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July 14, 2016

The frozen Tutakoke River

The frozen Tutakoke River, where Utah State University researchers set up a field camp in the Yukon Delta National Wildlife Refuge in Alaska. The researchers are studying how the phenology of sub-Arctic tundra plants and the seasonal arrival of migratory Pacific black brants affects ecosystem functioning at the field site.

More about this image
This photo was taken by Ryan Choi, a Ph.D. candidate of wildlife ecology and a member of a National Science Foundation-supported Arctic research project led by Karen Beard of Utah State University. The project is studying how a warming Arctic is affecting the relationships between migratory animals -- in this case Pacific black brants (Branta bernicla nigricans), a species of wild geese -- and the annual cycle of the forage they rely on for energy, nutrition and rearing of young. The study site is located in the Yukon Delta National Wildlife Refuge in Alaska.

Specifically, the researchers want to know how climate change is affecting goose arrival time and the start of the growing season in the Yukon-Kuskokwim Delta. Geese that breed and molt in Arctic ecosystems are extremely selective in what they forage, wanting high-quality (high nitrogen and low digestibility) food.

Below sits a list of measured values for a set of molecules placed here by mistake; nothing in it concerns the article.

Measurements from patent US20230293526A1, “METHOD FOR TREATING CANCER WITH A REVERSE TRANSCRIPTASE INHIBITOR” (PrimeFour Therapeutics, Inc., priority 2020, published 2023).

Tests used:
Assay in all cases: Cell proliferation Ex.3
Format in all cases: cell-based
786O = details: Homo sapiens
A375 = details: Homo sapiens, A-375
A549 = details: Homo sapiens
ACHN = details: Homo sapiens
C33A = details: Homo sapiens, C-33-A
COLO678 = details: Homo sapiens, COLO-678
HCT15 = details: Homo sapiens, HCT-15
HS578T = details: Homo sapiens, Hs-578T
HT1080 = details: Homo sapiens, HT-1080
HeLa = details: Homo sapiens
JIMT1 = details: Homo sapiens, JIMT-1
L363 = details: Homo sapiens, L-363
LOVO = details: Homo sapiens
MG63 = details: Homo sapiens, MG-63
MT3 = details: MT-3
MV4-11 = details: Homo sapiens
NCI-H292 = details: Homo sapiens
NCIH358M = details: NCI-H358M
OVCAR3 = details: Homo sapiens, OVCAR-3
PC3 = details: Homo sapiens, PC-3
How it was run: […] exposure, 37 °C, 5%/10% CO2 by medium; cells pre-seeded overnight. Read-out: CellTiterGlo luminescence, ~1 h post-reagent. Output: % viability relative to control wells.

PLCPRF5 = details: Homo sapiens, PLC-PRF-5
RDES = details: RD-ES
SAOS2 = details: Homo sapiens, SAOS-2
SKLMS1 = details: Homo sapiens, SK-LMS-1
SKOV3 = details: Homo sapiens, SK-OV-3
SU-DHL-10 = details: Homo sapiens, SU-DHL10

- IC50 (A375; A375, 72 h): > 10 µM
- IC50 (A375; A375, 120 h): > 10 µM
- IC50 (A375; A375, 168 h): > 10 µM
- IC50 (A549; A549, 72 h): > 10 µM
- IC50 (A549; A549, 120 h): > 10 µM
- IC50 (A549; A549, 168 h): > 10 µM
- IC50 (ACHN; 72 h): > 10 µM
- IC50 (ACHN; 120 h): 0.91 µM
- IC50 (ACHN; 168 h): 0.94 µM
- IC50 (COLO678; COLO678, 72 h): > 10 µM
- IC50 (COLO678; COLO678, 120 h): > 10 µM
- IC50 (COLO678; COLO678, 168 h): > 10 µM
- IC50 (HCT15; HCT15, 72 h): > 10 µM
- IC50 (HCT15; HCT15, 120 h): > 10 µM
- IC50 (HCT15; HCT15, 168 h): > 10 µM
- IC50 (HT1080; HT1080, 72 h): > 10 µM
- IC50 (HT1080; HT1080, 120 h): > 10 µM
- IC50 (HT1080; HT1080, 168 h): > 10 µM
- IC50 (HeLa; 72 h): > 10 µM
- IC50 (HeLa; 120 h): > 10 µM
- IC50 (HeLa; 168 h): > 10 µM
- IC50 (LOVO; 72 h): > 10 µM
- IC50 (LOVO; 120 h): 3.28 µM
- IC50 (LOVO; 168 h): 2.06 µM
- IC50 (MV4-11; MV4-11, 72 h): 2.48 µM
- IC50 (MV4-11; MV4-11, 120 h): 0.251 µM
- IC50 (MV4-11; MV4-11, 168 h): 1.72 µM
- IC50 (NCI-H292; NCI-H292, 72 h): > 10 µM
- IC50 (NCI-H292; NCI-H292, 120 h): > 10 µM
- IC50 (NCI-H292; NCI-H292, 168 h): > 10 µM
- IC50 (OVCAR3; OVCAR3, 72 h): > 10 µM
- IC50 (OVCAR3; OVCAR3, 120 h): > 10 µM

The Utah State team is conducting a highly manipulative experiment in which they are altering the timing of goose arrival (foraging) and the start of the growing season to investigate how these factors influence C and N cycling, the quality of forage and whether geese mediate the effects of climate change by altering soil and plant nutrition, vegetation canopy traits and plant demography.

The research is supported by NSF grant PLR 1304879 through the Arctic Systems Science program.

(Date image taken: 2014-2015; date originally posted to NSF Multimedia Gallery: July 14, 2016)

Credit: Ryan Choi, Utah State University

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